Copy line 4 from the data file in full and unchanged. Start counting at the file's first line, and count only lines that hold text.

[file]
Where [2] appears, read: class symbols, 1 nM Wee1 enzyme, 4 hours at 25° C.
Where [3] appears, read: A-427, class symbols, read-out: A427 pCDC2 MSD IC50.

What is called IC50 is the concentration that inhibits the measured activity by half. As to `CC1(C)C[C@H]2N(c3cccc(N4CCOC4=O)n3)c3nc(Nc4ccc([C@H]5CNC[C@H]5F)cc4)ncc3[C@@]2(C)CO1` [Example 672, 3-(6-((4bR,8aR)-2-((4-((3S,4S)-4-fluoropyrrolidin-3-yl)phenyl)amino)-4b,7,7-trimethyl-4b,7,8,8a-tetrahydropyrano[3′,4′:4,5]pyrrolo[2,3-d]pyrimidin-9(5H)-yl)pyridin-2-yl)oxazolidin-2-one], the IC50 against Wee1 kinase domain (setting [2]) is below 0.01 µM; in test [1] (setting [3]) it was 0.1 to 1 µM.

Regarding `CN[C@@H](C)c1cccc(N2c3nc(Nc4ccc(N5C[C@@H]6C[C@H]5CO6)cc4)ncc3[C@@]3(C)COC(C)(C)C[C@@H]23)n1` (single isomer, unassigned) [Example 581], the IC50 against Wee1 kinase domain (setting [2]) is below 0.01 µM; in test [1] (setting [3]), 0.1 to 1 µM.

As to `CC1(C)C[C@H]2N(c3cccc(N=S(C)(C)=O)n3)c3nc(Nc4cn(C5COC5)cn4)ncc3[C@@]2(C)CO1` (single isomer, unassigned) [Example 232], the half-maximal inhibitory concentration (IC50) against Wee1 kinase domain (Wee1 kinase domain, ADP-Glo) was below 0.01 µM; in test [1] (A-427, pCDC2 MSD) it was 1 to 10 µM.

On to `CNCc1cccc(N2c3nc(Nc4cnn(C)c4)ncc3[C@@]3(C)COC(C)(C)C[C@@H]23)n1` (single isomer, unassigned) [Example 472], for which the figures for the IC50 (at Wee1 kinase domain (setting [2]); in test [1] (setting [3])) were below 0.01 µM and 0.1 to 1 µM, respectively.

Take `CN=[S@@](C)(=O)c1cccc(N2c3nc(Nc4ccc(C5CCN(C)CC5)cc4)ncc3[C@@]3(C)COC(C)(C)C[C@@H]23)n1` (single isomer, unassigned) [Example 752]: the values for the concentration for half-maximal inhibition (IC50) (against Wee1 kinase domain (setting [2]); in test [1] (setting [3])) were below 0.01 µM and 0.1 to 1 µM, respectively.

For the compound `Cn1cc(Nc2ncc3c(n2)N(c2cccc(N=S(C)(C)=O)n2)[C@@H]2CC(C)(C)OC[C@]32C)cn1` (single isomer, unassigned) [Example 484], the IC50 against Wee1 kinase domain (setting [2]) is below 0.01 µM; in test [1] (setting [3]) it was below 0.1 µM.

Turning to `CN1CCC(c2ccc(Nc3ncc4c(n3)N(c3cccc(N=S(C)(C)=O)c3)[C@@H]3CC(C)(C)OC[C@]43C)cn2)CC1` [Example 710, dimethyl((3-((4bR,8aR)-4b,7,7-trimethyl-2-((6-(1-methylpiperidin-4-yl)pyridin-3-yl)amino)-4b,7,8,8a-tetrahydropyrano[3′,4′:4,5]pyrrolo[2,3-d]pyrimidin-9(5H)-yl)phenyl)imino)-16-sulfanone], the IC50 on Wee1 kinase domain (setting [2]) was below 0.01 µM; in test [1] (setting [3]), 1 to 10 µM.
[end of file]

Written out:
Regarding `CN[C@@H](C)c1cccc(N2c3nc(Nc4ccc(N5C[C@@H]6C[C@H]5CO6)cc4)ncc3[C@@]3(C)COC(C)(C)C[C@@H]23)n1` (single isomer, unassigned) [Example 581], the IC50 against Wee1 kinase domain (setting [2]) is below 0.01 µM; in test [1] (setting [3]), 0.1 to 1 µM.